Red Riding Hood has all the necessary components of a blockbuster romantic drama: lead actors oozing edgy, affected sexiness; a creepy village in the middle of nowhere surrounded by an equally-creepy snowy forest and cut off by jagged mountains; no fewer than three love triangles (one of which is incestuous); a mysterious old lady with lots of secrets; a can-we-or-can’t-we-trust-him vaguely pagan priest accompanied by some kind of multiethnic Medieval militia; an occult celebration scene/dance party/possible orgy; illicit sex; animal sacrifice; witch-hunting; werewolves; murder; torture; adultery…the list goes on.
But that’s is precisely what’s wrong with the film. Rather than focusing on doing a few things well, the movie bounces all over the place trying and half-exploring a theme for a scene and then discarding it for another theme in the next. Tying together this plot-device-surfing is Amanda Seyfried as heroine Valerie, a bright young woman with a wild side who finds herself torn between her true love Peter (smoldering hottie Shiloh Fernandez) and her fiancé by arrangement Henry (Max Irons, cute in that harmless-and-slightly-crosseyed-foil-character-way).
Just as Valerie is poised to make a decision between her two suitors, the big bad wolf shows up and, having subsisted on sacrificial goats for the past 20 years, kills a human. And then a lot more humans. A wolf hunt ensues. More people get wolfed. The village becomes aware that perhaps the beast they are dealing with is of a more metaphysical nature than they realized, and bring in the aforementioned military priest (an appropriately shameless Gary Oldman), who launches a full-scale operation aimed at capturing the wolf via the encouragement of Crucible-style fingerpointing among the villagers. (Does the boy with a mental disability get tortured? Were the Brothers Grimm German?) This ultimately brings us to the plot climax, which is as busy and schizophrenic as the rest of the movie.
In short, director Catherine Hardwicke would have done better to pick one or two themes to explore in depth: distrust and superstition, revenge (you know, for one of those love triangles), dark spirituality, anything. Instead, the film seems at best formulaic (there was more than one point at which I asked myself, whether I was watching Hardwicke’s previous magnum opus Twilight), and at worst lazy and senseless.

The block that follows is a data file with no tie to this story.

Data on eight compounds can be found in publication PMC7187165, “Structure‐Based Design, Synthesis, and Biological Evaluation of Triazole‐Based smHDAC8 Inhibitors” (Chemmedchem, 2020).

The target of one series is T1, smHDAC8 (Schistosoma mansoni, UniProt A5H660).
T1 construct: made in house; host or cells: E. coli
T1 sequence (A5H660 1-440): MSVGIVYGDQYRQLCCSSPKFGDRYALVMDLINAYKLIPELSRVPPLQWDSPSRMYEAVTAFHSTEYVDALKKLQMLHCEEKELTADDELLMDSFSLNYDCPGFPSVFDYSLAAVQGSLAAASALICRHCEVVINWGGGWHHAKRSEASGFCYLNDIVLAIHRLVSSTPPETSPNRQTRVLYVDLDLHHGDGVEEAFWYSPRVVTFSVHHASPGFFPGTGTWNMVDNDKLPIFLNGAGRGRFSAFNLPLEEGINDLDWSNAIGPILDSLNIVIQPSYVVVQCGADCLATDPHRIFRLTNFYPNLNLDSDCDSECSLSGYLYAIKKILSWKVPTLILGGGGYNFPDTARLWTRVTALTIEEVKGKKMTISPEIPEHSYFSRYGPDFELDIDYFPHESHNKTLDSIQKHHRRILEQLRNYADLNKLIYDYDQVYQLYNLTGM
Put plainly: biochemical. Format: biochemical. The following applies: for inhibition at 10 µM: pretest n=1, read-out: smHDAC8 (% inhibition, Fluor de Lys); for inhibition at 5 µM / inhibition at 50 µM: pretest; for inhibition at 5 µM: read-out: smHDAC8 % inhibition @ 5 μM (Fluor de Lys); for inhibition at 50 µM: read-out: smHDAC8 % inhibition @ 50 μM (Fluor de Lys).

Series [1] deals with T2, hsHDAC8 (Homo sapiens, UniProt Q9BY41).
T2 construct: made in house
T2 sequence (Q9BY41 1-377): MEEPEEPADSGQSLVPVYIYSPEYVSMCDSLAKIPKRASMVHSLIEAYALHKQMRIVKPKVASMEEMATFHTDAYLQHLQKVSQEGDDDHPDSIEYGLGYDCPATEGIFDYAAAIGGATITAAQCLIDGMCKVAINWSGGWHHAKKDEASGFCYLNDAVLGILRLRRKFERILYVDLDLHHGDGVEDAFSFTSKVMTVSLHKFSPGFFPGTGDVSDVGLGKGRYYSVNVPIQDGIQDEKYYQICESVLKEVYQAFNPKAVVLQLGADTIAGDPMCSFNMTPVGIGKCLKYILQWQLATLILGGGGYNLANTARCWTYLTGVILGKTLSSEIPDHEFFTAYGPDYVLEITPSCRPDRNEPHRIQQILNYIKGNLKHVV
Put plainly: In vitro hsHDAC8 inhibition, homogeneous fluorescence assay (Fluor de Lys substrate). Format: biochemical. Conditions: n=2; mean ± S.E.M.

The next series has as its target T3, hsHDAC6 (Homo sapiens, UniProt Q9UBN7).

That said, Red Riding Hood is not boring. Though the storyline may be shallow and the dialogue weak, the action moves along at a speed that keeps the audience engaged. The premise of the movie, if there can be said to be one, is the village’s attempt to discover who among them is in fact the big bad wolf. I won’t spoil it for you, but I will say that the film so obviously suggests various characters as the potential villain that in recognizing and naturally rejecting this transparency you actually become completely confused as to whom it may be. In the end, you’ll be legitimately surprised, and the reveal scene is exciting.
I was pleased with the extremely straightforward dialogue (“The wolf is coming!” “I’m scared!”) and the fact that that screenwriter David Johnson did not insult our intelligence with faux Medieval yonder-lieth-the-wolf dialogue typical of this type of film (see The Village). Not every audience member was so pleased, though; when the credits began to roll the woman behind me stood up and loudly exclaimed, “The writing—blech!” Guess it depends on your expectations.
All in all, watching Red Riding Hood is more entertaining than…not watching Red Riding Hood. People who simply enjoy going to see a movie as a weekend activity will find it at least moderately entertaining. People who enjoy watching movies because they appreciate good acting and well-developed storylines had best stay away.